Mullen had been “tabling” on behalf of TPUSA in 2017 when she found herself on the receiving end of a loud, disruptive protest from Courtney Lawton – a graduate student at the University of Nebraska. A video of Lawton shouting “Becky the neo-fascist, right here. Wants to destroy public schools, public universities. Hates DACA kids,” went viral, setting in motion a series of events rising all the way to the state legislature, where conservative senators demanded the graduate student be fired from her teaching position at the university.

Read more: Meet Charlie Kirk, the 25-year-old self-declared free speech absolutist and BFF to Trump Jr. who’s rapidly taking over the conservative movement

State senator Tom Brewer said teachers like Lawton were indoctrinating kids in “social justice,” which he said is “nothing short of evil.” Brewer added, “You know, it silences free speech, it creates a toxic environment where students are afraid to share their beliefs and thoughts for fear of reprisal.”

But wasn’t Lawton engaging in the kind of in-your-face, spare-no-feelings type of speech that TPUSA accuses left-wing “snowflakes” of being unable to handle on college campuses?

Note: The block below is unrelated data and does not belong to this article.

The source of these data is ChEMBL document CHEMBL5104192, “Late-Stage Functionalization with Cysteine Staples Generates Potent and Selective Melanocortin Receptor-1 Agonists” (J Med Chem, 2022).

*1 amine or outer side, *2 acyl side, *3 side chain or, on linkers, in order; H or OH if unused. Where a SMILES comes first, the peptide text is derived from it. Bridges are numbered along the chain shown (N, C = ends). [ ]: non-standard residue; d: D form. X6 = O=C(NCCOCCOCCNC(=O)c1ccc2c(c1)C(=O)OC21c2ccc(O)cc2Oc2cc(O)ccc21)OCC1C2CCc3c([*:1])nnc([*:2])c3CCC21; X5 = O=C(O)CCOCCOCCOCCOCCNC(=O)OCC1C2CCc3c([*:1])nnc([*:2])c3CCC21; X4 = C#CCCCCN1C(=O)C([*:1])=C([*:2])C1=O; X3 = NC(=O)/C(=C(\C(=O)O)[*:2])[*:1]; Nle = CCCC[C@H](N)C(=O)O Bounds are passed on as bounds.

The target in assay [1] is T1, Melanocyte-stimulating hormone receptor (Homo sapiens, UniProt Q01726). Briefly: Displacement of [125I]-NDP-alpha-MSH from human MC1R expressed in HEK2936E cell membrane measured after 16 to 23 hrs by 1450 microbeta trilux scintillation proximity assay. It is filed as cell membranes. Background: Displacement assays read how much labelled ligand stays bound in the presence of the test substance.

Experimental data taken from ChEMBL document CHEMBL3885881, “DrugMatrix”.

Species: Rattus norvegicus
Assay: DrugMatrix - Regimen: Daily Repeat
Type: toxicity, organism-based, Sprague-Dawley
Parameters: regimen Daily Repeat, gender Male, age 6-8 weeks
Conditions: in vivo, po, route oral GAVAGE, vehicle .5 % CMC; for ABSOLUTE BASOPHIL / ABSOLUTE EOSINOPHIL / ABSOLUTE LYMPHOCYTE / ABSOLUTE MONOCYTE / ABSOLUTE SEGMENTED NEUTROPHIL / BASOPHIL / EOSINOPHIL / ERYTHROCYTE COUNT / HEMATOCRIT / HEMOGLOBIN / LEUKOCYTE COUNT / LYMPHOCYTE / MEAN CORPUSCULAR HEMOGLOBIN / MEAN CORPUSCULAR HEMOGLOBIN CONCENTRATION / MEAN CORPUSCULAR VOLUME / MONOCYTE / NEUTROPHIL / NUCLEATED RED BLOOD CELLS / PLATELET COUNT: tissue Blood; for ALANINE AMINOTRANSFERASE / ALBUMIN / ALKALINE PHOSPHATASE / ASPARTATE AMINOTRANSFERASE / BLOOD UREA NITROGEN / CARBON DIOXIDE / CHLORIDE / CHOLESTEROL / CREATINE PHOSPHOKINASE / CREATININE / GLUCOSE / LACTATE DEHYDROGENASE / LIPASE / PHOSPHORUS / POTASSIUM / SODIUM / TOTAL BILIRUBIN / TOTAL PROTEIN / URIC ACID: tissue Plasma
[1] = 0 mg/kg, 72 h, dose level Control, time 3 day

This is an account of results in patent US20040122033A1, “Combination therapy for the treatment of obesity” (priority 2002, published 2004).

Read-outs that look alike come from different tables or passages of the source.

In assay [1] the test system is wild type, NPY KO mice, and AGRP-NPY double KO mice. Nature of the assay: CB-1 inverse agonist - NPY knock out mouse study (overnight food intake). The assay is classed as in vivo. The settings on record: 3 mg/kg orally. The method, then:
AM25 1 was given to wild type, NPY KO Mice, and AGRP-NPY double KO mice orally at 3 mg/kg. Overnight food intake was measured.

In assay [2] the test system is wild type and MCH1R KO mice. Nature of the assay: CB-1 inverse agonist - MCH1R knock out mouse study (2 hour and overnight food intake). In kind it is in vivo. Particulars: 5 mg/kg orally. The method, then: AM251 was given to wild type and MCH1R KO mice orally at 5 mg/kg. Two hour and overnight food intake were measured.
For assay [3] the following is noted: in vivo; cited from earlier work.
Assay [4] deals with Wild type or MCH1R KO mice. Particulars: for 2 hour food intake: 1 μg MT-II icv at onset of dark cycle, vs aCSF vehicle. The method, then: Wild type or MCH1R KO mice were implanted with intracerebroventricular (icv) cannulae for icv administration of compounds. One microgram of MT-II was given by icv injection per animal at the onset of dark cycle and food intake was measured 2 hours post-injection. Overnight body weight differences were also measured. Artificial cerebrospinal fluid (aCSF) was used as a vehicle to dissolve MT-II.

It’s for lack of acknowledgment of these gray areas that the president’s executive order becomes more confounding: Who’s speech is being abridged in a conflict between a demonstrator and a counter-protester, especially when lawmakers have decided that the expression of one of the parties is “nothing short of evil”?

President Trump, for his part, is hardly a paragon of free speech absolutism, musing in a tweet shortly after his election in 2016 that anyone who burns an American flag should face “consequences – perhaps loss of citizenship or year in jail!”

Was this executive order merely a symbolic slab of red meat thrown to the president’s base? It’s possible. President Trump is an unabashed fan of TPUSA’s Charlie Kirk and Candace Owens, and the organization has deep ties to the administration and the Republican Party.

Regarding the executive order, the devil is in the details, and at the moment we have precious few details to work with. Maybe the threat of withholding billions in research grant dollars will foster a more robust respect for free expression on college campuses, or maybe it will be used as a cudgel against institutions where TPUSA isn’t held in the highest regard.

It’s unclear when we’ll actually see how the executive order in practice, but it’s hard to view yesterday’s signing as a universal defense of free speech, regardless of ideology.